Convertible bond arbitrage is an old and popular hedge fund strategy that involves buying bonds that can be converted into equity while shorting the underlying stock. For many years, the strategy enabled managers to generate decent and steady returns, adjusting their hedge between long and short positions and making money in up and down markets. That easy trade came to an end by the end of 2004, when the space became crowded with hedge funds chasing a limited supply of deals.

The downturn in convertibles culminated in the spring of 2005 when Kirk Kerkorian surprised the market by buying a huge number of General Motors ( GM) shares, causing losses for a great number of arbitragers who were short the stock. The result? Almost every convertible-bond arbitrage fund lost money, a great number of shops closed down, including Marin Capital, and funds of funds significantly reduced their allocation to the sector.

Since late last year, though, the strategy has slowly begun to normalize and return to its historic patterns. New deals have started to flow, and hedge funds that remained in business are posting profits again. In April, the HFRI Convertible Arbitrage Index was up 5.34%, a big change from the negative 2.64% return posted in the same month a year ago.

At this point in the cycle, it's interesting to look back and ask some of the survivors about what went wrong and what they expect looking forward. Eric Hage, founder of Cooperstown, N.Y.-based Mohican Financial Management, is one of those rare convertible-focused hedge fund managers whose returns were not down last year -- he generated returns of 1% after fees in the period. For the past 11 months, through April, his fund was up 14.2%, and it is up 6.8% year to date through April. In an interview with, Hage explained why convertible arbitrage makes sense again. Is the convertible-market recovery going to last, or is it just a rebound like we saw last summer?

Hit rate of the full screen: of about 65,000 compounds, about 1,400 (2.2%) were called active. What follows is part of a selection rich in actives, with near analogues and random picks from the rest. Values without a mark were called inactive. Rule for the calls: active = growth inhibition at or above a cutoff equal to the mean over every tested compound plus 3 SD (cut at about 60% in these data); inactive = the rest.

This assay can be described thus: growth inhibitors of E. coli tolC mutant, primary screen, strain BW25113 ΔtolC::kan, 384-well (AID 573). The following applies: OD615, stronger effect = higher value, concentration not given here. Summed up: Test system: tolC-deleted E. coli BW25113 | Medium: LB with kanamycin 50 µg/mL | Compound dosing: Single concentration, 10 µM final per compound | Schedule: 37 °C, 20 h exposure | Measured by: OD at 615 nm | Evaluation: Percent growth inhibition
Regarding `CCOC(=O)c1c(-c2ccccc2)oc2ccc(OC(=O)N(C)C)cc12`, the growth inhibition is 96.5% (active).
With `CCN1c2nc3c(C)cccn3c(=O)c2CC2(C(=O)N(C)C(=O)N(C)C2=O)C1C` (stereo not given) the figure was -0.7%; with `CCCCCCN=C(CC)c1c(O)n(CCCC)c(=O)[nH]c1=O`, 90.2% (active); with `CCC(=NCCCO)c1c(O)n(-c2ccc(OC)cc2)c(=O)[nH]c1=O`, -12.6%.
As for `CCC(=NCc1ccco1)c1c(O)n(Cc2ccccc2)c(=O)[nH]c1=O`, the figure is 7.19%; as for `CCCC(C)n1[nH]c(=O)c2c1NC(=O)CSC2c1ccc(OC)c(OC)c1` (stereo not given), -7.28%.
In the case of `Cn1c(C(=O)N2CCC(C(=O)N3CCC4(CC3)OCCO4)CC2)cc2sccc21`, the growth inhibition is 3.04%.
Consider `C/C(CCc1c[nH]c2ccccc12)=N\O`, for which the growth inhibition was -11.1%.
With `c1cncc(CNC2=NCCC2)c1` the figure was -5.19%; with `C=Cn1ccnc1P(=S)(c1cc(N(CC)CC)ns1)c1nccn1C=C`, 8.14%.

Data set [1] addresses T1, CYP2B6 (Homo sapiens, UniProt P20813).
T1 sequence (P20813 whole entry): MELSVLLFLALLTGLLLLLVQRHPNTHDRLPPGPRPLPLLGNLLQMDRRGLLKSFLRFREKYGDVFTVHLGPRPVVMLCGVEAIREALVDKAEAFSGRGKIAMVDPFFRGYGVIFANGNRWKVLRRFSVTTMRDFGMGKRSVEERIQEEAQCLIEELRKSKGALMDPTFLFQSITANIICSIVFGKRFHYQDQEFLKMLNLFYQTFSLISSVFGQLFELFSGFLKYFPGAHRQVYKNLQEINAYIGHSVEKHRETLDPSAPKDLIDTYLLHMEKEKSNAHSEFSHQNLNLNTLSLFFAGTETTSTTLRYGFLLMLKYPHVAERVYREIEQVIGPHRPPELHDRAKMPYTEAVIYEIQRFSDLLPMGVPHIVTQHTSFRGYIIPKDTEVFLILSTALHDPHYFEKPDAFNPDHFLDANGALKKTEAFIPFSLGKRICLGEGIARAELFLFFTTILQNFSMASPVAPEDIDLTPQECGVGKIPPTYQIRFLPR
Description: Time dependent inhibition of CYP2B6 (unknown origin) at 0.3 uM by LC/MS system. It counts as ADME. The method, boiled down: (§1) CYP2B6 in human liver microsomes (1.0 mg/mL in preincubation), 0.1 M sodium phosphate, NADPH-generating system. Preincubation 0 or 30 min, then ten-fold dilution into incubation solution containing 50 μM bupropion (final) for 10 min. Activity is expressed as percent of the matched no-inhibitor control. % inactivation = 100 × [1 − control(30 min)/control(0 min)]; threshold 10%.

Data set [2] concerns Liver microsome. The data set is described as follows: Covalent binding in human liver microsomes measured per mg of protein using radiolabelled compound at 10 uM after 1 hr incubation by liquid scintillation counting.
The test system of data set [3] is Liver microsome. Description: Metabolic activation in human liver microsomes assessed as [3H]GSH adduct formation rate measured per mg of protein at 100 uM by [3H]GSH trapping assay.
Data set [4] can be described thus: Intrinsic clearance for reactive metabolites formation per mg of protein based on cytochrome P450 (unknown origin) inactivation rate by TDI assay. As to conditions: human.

Eric Hage: The recovery is a major correction of anomalies that developed over a period of years in the underlying fundamentals of the market. Between 1998 and 2003, many large-cap companies were able to get cheap financing by issuing zero- or low-coupon bonds, and there was a lot of hedge money attracted to this market by simply buying volatility via the convertible market. All of that was corrected last year at the end of a long decline in volatility. We're now returning to the roots of the convertible market, with a focus on small- and mid-cap companies issuing convertibles that offer volatility exposure and positive carry that can be profitably traded by versatile managers. It is also important to note that the new-issue market is now priced at much cheaper levels.

The market is doing well despite volatility that remains quite low. How do you read this?